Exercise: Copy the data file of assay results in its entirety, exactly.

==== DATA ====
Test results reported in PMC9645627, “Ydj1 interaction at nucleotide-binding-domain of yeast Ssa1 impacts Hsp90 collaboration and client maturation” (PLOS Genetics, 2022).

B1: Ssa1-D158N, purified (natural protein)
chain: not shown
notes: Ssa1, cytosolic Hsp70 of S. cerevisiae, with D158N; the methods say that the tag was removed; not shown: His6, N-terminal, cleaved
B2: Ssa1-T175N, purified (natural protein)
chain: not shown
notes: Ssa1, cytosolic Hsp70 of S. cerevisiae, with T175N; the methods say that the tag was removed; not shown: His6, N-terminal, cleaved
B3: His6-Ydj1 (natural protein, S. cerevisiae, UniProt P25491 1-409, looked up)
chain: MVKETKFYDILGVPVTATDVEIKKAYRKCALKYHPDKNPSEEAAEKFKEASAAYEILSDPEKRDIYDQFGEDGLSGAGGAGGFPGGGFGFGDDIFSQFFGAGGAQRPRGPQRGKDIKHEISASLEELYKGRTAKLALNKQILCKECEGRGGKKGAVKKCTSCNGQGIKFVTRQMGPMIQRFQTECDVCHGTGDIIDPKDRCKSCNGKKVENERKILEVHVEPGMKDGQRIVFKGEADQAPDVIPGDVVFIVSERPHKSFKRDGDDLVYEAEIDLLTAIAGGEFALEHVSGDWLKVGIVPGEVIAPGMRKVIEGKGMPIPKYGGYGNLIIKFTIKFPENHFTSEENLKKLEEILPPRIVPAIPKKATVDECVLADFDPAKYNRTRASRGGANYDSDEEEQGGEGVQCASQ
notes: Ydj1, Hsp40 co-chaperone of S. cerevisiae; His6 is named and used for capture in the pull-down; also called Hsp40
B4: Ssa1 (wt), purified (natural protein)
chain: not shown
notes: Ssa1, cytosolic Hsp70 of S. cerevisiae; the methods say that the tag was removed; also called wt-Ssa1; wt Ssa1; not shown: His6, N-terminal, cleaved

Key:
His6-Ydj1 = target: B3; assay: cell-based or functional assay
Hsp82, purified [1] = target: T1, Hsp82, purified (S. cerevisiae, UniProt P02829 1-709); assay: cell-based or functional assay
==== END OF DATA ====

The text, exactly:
Test results reported in PMC9645627, “Ydj1 interaction at nucleotide-binding-domain of yeast Ssa1 impacts Hsp90 collaboration and client maturation” (PLOS Genetics, 2022).

B1: Ssa1-D158N, purified (natural protein)
chain: not shown
notes: Ssa1, cytosolic Hsp70 of S. cerevisiae, with D158N; the methods say that the tag was removed; not shown: His6, N-terminal, cleaved
B2: Ssa1-T175N, purified (natural protein)
chain: not shown
notes: Ssa1, cytosolic Hsp70 of S. cerevisiae, with T175N; the methods say that the tag was removed; not shown: His6, N-terminal, cleaved
B3: His6-Ydj1 (natural protein, S. cerevisiae, UniProt P25491 1-409, looked up)
chain: MVKETKFYDILGVPVTATDVEIKKAYRKCALKYHPDKNPSEEAAEKFKEASAAYEILSDPEKRDIYDQFGEDGLSGAGGAGGFPGGGFGFGDDIFSQFFGAGGAQRPRGPQRGKDIKHEISASLEELYKGRTAKLALNKQILCKECEGRGGKKGAVKKCTSCNGQGIKFVTRQMGPMIQRFQTECDVCHGTGDIIDPKDRCKSCNGKKVENERKILEVHVEPGMKDGQRIVFKGEADQAPDVIPGDVVFIVSERPHKSFKRDGDDLVYEAEIDLLTAIAGGEFALEHVSGDWLKVGIVPGEVIAPGMRKVIEGKGMPIPKYGGYGNLIIKFTIKFPENHFTSEENLKKLEEILPPRIVPAIPKKATVDECVLADFDPAKYNRTRASRGGANYDSDEEEQGGEGVQCASQ
notes: Ydj1, Hsp40 co-chaperone of S. cerevisiae; His6 is named and used for capture in the pull-down; also called Hsp40
B4: Ssa1 (wt), purified (natural protein)
chain: not shown
notes: Ssa1, cytosolic Hsp70 of S. cerevisiae; the methods say that the tag was removed; also called wt-Ssa1; wt Ssa1; not shown: His6, N-terminal, cleaved

Key:
His6-Ydj1 = target: B3; assay: cell-based or functional assay
Hsp82, purified [1] = target: T1, Hsp82, purified (S. cerevisiae, UniProt P02829 1-709); assay: cell-based or functional assay